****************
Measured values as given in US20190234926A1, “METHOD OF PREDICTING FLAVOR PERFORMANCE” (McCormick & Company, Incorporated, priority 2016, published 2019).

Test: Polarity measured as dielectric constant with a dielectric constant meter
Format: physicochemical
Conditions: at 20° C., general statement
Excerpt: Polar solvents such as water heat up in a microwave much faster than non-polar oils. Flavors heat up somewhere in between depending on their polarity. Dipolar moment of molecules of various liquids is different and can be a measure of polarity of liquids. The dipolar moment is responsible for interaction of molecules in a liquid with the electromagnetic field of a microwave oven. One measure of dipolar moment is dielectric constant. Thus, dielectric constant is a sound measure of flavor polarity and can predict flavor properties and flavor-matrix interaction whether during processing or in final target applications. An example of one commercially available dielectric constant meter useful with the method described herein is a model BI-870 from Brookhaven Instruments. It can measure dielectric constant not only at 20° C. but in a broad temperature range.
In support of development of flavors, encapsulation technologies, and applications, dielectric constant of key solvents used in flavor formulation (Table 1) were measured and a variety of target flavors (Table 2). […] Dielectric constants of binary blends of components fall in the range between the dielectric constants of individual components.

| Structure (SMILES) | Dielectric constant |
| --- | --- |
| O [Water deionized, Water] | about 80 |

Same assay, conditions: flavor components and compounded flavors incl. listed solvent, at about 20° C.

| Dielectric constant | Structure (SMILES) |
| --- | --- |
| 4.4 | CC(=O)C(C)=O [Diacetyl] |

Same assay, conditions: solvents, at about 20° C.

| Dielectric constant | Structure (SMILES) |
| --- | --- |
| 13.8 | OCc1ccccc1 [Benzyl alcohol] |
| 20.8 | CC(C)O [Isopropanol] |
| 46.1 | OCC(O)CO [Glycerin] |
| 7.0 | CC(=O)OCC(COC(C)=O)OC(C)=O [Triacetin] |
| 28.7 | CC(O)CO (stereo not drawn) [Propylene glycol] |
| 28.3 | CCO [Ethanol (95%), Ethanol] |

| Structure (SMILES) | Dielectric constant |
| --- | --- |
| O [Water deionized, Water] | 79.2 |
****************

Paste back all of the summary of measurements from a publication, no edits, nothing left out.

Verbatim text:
Measured values as given in US20190234926A1, “METHOD OF PREDICTING FLAVOR PERFORMANCE” (McCormick & Company, Incorporated, priority 2016, published 2019).

Test: Polarity measured as dielectric constant with a dielectric constant meter
Format: physicochemical
Conditions: at 20° C., general statement
Excerpt: Polar solvents such as water heat up in a microwave much faster than non-polar oils. Flavors heat up somewhere in between depending on their polarity. Dipolar moment of molecules of various liquids is different and can be a measure of polarity of liquids. The dipolar moment is responsible for interaction of molecules in a liquid with the electromagnetic field of a microwave oven. One measure of dipolar moment is dielectric constant. Thus, dielectric constant is a sound measure of flavor polarity and can predict flavor properties and flavor-matrix interaction whether during processing or in final target applications. An example of one commercially available dielectric constant meter useful with the method described herein is a model BI-870 from Brookhaven Instruments. It can measure dielectric constant not only at 20° C. but in a broad temperature range.
In support of development of flavors, encapsulation technologies, and applications, dielectric constant of key solvents used in flavor formulation (Table 1) were measured and a variety of target flavors (Table 2). […] Dielectric constants of binary blends of components fall in the range between the dielectric constants of individual components.

| Structure (SMILES) | Dielectric constant |
| --- | --- |
| O [Water deionized, Water] | about 80 |

Same assay, conditions: flavor components and compounded flavors incl. listed solvent, at about 20° C.

| Dielectric constant | Structure (SMILES) |
| --- | --- |
| 4.4 | CC(=O)C(C)=O [Diacetyl] |

Same assay, conditions: solvents, at about 20° C.

| Dielectric constant | Structure (SMILES) |
| --- | --- |
| 13.8 | OCc1ccccc1 [Benzyl alcohol] |
| 20.8 | CC(C)O [Isopropanol] |
| 46.1 | OCC(O)CO [Glycerin] |
| 7.0 | CC(=O)OCC(COC(C)=O)OC(C)=O [Triacetin] |
| 28.7 | CC(O)CO (stereo not drawn) [Propylene glycol] |
| 28.3 | CCO [Ethanol (95%), Ethanol] |

| Structure (SMILES) | Dielectric constant |
| --- | --- |
| O [Water deionized, Water] | 79.2 |